Millions of federal and state government and military retirees covered by Medicare would be forced to pay much higher premiums -- for benefits that most already receive -- under congressional plans to improve catastrophic health insurance protection for all the nation's elderly and disabled.
The House has already passed such a plan. The Senate will consider a slightly different bill when it returns next month. Both would beef up catastrophic illness coverage for all elderly residents as part of Medicare. In addition to a standard premium increase for all beneficiaries, the plans call for a new supplemental premium for Medicare beneficiaries based on their taxable income.
Although the formulas to determine the premium in the Senate and House differ, any retiree over the age of 65 with taxable income will be charged a higher premium under the plans. Social Security benefits, which are largely tax-free, would not be counted as income in the House-passed bill. The Senate plan would base the income-related premiums on the amount of tax an individual actually owes.
Because most federal workers and retirees belong to health plans that already provide catastrophic illness coverage and because their pensions are fully or partially taxed, most would be required to pay higher premiums under either plan for benefits that they already get as part of their government health insurance plans.
The National Association of Retired Federal Employees says that the typical federal retiree (with an average annuity of $13,566 a year) would have to pay about $530 a year in additional premiums under the House plan. A nonfederal retiree with the same income (part from Social Security and part from a private pension plan) would pay only about $110 more in premiums, according to NARFE's estimate.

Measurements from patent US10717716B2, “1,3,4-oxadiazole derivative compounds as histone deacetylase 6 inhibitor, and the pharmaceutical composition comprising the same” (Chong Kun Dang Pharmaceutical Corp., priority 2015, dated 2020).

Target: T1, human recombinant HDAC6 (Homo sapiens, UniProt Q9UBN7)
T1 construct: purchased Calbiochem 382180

The difference between premium charges for federal retirees versus private sector retirees in the above example is that the typical single nonfederal retiree would get $6,000 from Social Security, but only the $7,566 from the private pension plan would be considered as taxable income used to figure premiums. NARFE, which represents more than a half-million retired federal workers, and some other unions representing active duty government workers, wants the premium formula modified.
A coalition of more than 50 House members led by Reps. Constance Morella (R-Md.), Frank R. Wolf (R-Va.) and Steny Hoyer (D-Md.) and other Washington area legislators, is asking the Senate and House to revamp their bills to protect federal, state and military retirees from paying higher premiums for duplicated benefits. Retired members of Congress and congressional staff members also would have to pay the higher premiums unless Congress modifies the plan when it returns next month. People
Housing and Urban Development gave a $35,000 suggestion award yesterday to retiree Robert Hollister. When he was in the Federal Housing Administration's office of general counsel, he proposed a change in FHA loan procedures that HUD says saved the taxpayers $6 million the first year.
Veterans Administration's Dr. Margaret J. Giannini has been given the President's Committee on Employment of the Handicapped award. She's director of VA's rehabilitation research and development service.